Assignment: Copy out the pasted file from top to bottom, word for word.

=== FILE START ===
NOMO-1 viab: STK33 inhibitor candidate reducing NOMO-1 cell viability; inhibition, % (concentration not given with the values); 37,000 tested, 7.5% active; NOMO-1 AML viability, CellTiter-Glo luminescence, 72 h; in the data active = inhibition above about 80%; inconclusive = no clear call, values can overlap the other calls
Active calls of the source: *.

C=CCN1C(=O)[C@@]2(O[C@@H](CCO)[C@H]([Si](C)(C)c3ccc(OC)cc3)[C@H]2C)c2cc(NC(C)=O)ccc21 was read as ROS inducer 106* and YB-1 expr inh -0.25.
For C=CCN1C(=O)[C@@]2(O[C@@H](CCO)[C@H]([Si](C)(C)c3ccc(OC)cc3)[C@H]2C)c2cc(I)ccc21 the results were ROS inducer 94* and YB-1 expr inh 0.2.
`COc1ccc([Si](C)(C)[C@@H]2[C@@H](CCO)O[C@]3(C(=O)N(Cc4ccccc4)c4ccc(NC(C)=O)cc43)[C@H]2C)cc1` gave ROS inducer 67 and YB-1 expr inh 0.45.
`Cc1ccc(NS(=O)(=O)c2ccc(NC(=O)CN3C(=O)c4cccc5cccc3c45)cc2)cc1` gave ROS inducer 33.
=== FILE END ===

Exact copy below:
NOMO-1 viab: STK33 inhibitor candidate reducing NOMO-1 cell viability; inhibition, % (concentration not given with the values); 37,000 tested, 7.5% active; NOMO-1 AML viability, CellTiter-Glo luminescence, 72 h; in the data active = inhibition above about 80%; inconclusive = no clear call, values can overlap the other calls
Active calls of the source: *.

C=CCN1C(=O)[C@@]2(O[C@@H](CCO)[C@H]([Si](C)(C)c3ccc(OC)cc3)[C@H]2C)c2cc(NC(C)=O)ccc21 was read as ROS inducer 106* and YB-1 expr inh -0.25.
For C=CCN1C(=O)[C@@]2(O[C@@H](CCO)[C@H]([Si](C)(C)c3ccc(OC)cc3)[C@H]2C)c2cc(I)ccc21 the results were ROS inducer 94* and YB-1 expr inh 0.2.
`COc1ccc([Si](C)(C)[C@@H]2[C@@H](CCO)O[C@]3(C(=O)N(Cc4ccccc4)c4ccc(NC(C)=O)cc43)[C@H]2C)cc1` gave ROS inducer 67 and YB-1 expr inh 0.45.
`Cc1ccc(NS(=O)(=O)c2ccc(NC(=O)CN3C(=O)c4cccc5cccc3c45)cc2)cc1` gave ROS inducer 33.